NAME: West Indian Manatees, species name Trichechus Manatus. Manatees are the sole survivors of the order Sirenia, a name that reflects the belief that these are the animals that inspired ancient mariner's tales of mermaids. In 1493, Columbus sighted three off the coast of America, and while believing they were mermaids, noted in his log, "They were not as beautiful as they are painted, since in some ways they have a face like a man."
SIZE: The average manatee is just under 10 feet long and weighs between 800-1,200 pounds. But manatees can grow up to 13 feet and weigh as much as 3,500 pounds. Female manatees tend to be larger and weigh more.
APPEARANCE: Manatees have thick gray or brown skin with young animals appearing slightly darker. They are large slightly seal-shaped animals with flat rounded tails, small eyes and profuse, stiff whiskers on their upper lip. Their tail is used for propulsion and they have small forelimbs.
APPETITE: Manatees are vegetarians and can eat up to 100 pounds of water weeds a day to build a large blubber store, which protects them from the cold and provides an energy store during periods of scarce food.
STAMINA: Manatees are mainly nocturnal, air-breathing mammals that surface to breathe every minute or two when at rest. They can stay under water up to 20 minutes at a time. When sleeping, they lie on the bottom and surface every few minutes for a breath.
AGE: Manatees have a lifespan comparable to humans. Female manatees sexually mature between six and nine years of age and males sexually mature from five to nine years of age.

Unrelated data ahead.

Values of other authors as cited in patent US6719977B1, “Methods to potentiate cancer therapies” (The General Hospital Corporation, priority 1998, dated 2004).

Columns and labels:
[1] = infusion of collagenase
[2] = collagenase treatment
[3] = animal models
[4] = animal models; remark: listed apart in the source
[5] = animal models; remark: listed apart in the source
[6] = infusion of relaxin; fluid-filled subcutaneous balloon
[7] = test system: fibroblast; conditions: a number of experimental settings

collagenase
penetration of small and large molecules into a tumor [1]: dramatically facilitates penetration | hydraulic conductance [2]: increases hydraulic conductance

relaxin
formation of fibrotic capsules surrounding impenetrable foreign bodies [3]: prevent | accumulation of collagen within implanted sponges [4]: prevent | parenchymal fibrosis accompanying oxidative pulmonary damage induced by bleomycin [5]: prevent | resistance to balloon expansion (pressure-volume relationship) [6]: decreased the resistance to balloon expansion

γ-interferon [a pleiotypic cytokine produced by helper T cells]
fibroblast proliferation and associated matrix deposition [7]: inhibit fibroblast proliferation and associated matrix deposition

HABITAT: Sensitive to the cold, manatees live in warm, shallow muddy coastal waters and bays, sometimes moving into estuaries and coastal rivers. At one time, they could be found along coasts of Georgia, Texas, the Bahamas and Mexico. Now they are found almost exclusively along the coast of Florida during the winter months.
NUMBERS: Scientists estimate that there are at least 1,856 manatees surviving. Each October, the manatees arrive at Crystal River, retreating from falling water temperatures in the Gulf of Mexico. In Citrus County waters, 260 manatees were counted in January 1992, with 212 in Kings Bay.
HABITS: Generally solitary, manatees stalk no prey. Very gentle, slow-moving animals, manatees are often shy and reclusive and appear to crave quiet, protected waters. Often affectionate and playful, they have been observed to kiss and swim about with linked flippers. Some do seem to enjoy contact with humans. Most of their time is spent eating, resting and traveling.
SENSES: While their depth perception may be limited, manatees can distinguish symbols, signs, shapes and colors. They also can hear very well despite the absence of external ear lobes.
VULNERABILITIES: Humans are the main enemies of the manatees. At least one in every four manatee deaths is the result of collisions with boats, which outnumber manatees in Florida by about 600 to 1. In 1991, a record number of 62 manatees died from human-related causes. More than 90 percent of the wild manatees show scars from old boat propeller wounds on their backs and tails. Pollution also presents a danger: Manatees often are injured by discarded hooks or line that gets wrapped around flippers or by litter that is swallowed. Manatees also face danger from crushing or drowning in floodgates or entanglement in crab traps. Cold weather is the manatee's biggest natural enemy: an extended period of cold can prove fatal.
Sources: Dr. Jesse White, Save the Manatee Club and Florida Power and Light manatee publications, the Encyclopedia of Mammals, World Guide to Mammals, The Encyclopedia Americana International Edition.